HVAC systems provide a favorable growing environment for fungal spores and certain bacteria in and around cooling coils
HVAC systems provide a favorable growing environment for fungal spores and certain bacteria in and around cooling coils (Levetin et al. 2001) Coil fouling is caused by the growth of these microbial deposits, which increases coil pressure drop and reduces airflow and heat exchange efficiency (Montgomery and Baker 2006) The quality, quantity, and pressurization capability of air delivered to conditioned areas declines as performance degrades (Kowalski 2006/2009).
Because high-efficiency filters must be installed downstream of the cooling coil, they can become moist and wet as a result of the saturated air.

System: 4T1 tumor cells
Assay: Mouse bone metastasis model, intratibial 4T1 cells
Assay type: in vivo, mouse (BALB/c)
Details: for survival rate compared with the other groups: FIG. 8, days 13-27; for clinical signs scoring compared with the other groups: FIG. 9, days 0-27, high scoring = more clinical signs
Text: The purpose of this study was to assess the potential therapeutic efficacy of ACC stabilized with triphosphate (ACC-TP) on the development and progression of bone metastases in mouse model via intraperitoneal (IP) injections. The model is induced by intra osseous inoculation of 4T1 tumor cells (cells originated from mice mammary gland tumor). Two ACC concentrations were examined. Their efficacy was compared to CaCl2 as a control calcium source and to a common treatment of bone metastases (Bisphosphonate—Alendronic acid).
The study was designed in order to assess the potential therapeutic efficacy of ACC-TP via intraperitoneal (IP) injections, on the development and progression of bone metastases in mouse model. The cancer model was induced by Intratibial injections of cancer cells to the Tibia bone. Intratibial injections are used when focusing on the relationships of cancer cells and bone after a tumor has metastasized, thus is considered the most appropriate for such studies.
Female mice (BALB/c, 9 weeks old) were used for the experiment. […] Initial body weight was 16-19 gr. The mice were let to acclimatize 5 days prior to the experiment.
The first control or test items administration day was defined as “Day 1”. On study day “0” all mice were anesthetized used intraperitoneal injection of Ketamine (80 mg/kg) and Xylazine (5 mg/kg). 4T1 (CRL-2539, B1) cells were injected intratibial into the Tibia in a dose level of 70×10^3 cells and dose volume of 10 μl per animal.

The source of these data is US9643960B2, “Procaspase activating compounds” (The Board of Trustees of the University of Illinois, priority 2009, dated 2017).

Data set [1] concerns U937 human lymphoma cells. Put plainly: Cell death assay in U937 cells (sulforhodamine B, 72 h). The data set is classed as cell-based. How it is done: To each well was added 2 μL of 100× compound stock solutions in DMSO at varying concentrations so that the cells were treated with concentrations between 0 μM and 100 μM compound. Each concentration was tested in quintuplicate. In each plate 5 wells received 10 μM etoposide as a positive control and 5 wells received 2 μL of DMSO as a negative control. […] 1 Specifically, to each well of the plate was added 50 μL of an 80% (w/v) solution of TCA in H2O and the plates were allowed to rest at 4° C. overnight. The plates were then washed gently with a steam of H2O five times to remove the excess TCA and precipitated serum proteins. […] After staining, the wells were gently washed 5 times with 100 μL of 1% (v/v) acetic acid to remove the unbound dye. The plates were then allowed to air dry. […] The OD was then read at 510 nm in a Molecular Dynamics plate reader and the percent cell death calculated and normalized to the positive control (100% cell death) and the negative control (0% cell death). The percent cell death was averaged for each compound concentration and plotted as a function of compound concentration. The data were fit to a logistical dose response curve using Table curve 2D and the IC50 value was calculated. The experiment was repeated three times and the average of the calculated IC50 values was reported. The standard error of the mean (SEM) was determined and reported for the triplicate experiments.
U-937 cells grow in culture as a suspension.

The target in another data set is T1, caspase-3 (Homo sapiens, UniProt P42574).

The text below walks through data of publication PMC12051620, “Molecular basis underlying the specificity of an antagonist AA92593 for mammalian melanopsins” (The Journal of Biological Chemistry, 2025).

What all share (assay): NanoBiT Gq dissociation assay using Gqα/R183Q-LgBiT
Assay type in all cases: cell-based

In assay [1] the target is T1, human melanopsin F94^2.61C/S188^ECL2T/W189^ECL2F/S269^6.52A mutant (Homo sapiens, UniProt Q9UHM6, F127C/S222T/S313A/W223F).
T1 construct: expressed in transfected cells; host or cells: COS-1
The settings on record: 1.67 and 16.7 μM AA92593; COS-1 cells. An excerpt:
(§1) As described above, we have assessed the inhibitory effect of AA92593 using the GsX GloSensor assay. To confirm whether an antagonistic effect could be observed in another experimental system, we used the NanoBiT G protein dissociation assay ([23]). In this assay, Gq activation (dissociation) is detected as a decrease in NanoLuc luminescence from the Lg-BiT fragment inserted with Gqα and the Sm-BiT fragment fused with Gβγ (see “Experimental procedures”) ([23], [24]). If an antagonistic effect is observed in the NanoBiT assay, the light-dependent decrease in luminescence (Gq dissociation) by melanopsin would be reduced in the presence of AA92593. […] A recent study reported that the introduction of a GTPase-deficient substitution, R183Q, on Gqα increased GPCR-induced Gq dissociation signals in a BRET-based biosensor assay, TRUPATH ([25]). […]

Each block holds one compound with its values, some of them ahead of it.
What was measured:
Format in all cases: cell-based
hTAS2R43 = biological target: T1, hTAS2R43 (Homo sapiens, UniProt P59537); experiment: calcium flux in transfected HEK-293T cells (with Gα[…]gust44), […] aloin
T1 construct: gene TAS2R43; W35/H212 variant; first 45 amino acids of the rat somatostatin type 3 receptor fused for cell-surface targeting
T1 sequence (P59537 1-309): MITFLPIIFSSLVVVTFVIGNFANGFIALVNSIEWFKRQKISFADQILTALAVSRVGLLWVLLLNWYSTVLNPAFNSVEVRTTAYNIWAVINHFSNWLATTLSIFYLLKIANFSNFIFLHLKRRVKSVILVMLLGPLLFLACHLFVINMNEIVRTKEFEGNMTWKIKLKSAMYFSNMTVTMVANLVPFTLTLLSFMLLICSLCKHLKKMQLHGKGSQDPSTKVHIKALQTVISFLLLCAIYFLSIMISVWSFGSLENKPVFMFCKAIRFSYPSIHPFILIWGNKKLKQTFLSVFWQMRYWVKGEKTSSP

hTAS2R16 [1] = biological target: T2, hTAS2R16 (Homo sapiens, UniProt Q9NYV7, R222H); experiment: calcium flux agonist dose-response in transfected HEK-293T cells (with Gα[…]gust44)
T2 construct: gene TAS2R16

As a result, air filters are thought to be a breeding ground for fungal spores and bacteria, as well as a reservoir for infectious diseases.
According to ASHRAE, UV-C lighting should be put downstream of the cooling coil; therefore, if a UV-C system is installed there, it will disinfect both the coil and the filter, killing all germs in and on both devices. It should also be mentioned that when a light is used in a "common" coil-irradiation system, infectious illnesses in the airstream are killed as well.
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